California Open Source Textbook Initiative
While granted California is not exactly mainstream America, it represents a healthy proportion of the American populace, and has proven to be a wellspring of innovation. California's budget problems are well known and somewhat endemic, and pricey school textbooks for public schools play a small but significant portion of this to the tune of $400 million plus a year. Chronic textbook shortages have also been a issue.
Here's comes that “wellspring of innovation" bit. By creating and utilizing a database of open source textbooks for use in the schools, not only would they dramatically reduce costs, but they would also be able to provide more breadth of content at greater depth, as well as being to more quickly update the textbooks for current developments. Those pesky textbook shortages would also cease to be a problem.
This isn't a replacement of printed textbooks, far from it. This is merely an attempt to reduce the costs on the proprietary ends of things, as textbook prices have gone up astronomically over the years despite research that they could be produced every bit as effectively for significantly less, savings of around $200 million a year.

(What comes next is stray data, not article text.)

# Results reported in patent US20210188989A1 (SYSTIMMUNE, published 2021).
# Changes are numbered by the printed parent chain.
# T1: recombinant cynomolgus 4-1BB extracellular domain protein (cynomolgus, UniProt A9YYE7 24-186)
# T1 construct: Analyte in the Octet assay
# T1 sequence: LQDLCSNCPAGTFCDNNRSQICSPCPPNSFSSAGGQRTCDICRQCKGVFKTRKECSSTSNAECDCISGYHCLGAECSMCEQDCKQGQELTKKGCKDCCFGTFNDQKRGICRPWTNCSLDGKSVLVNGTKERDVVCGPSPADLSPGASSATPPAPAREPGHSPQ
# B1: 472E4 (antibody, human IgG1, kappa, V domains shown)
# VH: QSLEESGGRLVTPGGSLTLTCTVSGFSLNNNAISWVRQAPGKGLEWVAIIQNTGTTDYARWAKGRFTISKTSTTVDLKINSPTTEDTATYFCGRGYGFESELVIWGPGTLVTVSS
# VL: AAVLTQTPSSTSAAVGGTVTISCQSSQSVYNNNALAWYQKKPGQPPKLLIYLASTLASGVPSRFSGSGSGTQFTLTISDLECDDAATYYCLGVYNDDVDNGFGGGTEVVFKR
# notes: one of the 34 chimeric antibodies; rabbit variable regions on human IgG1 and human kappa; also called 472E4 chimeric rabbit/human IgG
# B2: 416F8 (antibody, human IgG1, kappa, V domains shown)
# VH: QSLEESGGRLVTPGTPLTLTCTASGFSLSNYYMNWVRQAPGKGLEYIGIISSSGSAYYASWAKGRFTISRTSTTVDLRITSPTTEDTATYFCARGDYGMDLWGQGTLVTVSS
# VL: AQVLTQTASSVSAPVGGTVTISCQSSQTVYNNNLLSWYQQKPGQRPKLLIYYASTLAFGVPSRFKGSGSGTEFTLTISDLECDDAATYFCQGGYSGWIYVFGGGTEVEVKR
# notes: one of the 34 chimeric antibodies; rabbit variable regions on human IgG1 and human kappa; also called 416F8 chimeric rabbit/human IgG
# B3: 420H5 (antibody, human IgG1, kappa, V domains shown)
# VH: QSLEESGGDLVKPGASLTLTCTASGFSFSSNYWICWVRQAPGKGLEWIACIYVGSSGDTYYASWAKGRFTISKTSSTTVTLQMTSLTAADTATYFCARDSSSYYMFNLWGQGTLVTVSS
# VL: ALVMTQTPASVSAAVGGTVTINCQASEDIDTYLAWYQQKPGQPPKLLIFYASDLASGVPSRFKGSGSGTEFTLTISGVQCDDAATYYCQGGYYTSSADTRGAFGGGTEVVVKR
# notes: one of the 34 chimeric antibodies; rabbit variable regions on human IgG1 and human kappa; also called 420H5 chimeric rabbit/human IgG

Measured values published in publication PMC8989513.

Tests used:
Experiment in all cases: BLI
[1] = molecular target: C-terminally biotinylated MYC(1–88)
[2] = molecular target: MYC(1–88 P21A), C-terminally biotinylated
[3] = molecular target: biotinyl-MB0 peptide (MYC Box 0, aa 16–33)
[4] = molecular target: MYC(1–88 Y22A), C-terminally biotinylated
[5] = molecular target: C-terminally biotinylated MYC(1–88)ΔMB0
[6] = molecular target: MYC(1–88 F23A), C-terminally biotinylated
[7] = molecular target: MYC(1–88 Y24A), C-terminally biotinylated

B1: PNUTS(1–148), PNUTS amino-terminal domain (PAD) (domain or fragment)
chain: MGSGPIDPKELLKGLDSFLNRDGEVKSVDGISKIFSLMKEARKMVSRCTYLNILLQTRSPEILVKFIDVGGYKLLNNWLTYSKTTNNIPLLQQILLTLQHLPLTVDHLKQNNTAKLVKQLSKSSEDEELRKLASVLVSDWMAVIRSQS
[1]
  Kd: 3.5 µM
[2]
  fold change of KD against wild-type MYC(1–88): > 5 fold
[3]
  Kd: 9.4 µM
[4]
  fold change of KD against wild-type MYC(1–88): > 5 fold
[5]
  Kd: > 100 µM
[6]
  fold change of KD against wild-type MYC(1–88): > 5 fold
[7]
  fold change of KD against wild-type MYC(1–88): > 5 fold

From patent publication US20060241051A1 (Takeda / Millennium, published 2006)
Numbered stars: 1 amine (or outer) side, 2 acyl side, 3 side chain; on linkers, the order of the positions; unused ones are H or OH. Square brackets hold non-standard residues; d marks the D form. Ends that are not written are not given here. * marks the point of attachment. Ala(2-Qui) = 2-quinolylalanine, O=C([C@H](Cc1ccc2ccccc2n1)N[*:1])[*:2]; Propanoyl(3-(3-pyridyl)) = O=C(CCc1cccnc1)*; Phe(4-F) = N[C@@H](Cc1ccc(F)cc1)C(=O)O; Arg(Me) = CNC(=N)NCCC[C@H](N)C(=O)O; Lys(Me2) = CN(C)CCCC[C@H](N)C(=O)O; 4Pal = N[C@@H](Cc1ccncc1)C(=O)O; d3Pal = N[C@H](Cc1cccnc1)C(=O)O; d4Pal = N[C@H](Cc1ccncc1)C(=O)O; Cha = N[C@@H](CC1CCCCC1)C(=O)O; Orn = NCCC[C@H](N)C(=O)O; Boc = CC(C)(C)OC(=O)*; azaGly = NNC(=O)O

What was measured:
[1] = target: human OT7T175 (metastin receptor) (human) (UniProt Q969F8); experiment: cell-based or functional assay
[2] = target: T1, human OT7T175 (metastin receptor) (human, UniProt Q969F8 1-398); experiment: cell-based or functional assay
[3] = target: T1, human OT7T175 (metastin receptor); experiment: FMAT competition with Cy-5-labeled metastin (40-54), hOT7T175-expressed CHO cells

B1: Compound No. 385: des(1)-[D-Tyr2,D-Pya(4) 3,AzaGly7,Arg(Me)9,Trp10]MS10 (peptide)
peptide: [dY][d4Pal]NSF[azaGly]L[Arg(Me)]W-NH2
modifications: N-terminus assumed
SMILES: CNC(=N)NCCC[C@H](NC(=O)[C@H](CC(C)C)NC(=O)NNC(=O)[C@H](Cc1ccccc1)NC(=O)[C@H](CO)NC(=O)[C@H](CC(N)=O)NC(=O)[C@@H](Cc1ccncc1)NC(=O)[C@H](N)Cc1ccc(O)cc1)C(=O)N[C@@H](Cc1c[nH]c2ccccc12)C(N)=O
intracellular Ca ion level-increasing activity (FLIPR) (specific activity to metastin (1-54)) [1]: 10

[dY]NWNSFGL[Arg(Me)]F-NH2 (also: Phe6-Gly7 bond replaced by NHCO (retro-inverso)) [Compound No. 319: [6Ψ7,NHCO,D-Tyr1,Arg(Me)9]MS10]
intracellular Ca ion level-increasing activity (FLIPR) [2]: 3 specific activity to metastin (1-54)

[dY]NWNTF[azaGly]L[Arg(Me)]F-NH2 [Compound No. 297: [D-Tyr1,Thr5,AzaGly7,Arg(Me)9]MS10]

The content is planned to be made publicly available online as well, though not for public editing in the same way as Wikibooks. That being said, the textbooks are being created using the already existing open source project, Wikipedia, as a tool.
For more on the plan, including the phases of its development over the course of the next decade, check out the project website at OpenSourceText.org